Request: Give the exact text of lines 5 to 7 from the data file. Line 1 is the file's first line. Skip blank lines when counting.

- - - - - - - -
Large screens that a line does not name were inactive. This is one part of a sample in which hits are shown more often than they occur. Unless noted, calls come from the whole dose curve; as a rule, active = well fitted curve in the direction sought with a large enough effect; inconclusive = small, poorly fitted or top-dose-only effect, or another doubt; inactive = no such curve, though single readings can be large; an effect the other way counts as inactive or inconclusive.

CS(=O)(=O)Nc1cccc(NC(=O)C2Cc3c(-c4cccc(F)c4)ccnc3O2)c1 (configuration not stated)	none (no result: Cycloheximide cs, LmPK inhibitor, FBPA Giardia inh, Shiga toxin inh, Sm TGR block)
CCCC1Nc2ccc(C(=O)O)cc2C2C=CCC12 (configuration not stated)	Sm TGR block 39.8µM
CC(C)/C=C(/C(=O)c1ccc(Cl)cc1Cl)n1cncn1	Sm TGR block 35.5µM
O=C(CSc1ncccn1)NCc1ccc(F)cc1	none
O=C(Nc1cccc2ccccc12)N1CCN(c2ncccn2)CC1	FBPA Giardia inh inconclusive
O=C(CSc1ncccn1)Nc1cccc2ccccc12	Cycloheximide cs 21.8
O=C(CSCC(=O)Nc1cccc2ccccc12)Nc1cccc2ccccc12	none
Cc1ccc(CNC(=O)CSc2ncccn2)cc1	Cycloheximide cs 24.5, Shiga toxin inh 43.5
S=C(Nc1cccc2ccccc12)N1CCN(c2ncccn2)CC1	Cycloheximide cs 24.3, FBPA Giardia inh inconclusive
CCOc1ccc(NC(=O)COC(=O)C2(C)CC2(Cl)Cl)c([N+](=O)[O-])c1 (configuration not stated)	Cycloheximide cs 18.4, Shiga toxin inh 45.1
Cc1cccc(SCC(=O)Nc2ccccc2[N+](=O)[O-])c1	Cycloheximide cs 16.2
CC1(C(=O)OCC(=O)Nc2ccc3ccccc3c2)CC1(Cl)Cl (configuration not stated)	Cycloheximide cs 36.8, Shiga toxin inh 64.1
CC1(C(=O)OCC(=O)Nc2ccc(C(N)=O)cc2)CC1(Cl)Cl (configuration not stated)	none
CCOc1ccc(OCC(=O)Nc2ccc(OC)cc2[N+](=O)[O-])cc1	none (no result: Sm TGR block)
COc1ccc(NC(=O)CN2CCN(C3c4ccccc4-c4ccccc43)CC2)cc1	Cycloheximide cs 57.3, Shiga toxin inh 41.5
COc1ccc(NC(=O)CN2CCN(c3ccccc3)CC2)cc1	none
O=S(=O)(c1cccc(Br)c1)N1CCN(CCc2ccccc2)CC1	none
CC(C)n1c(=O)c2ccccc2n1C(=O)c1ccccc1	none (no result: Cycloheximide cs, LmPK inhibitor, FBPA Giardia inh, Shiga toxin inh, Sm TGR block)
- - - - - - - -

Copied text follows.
O=C(CSc1ncccn1)NCc1ccc(F)cc1	none
O=C(Nc1cccc2ccccc12)N1CCN(c2ncccn2)CC1	FBPA Giardia inh inconclusive
O=C(CSc1ncccn1)Nc1cccc2ccccc12	Cycloheximide cs 21.8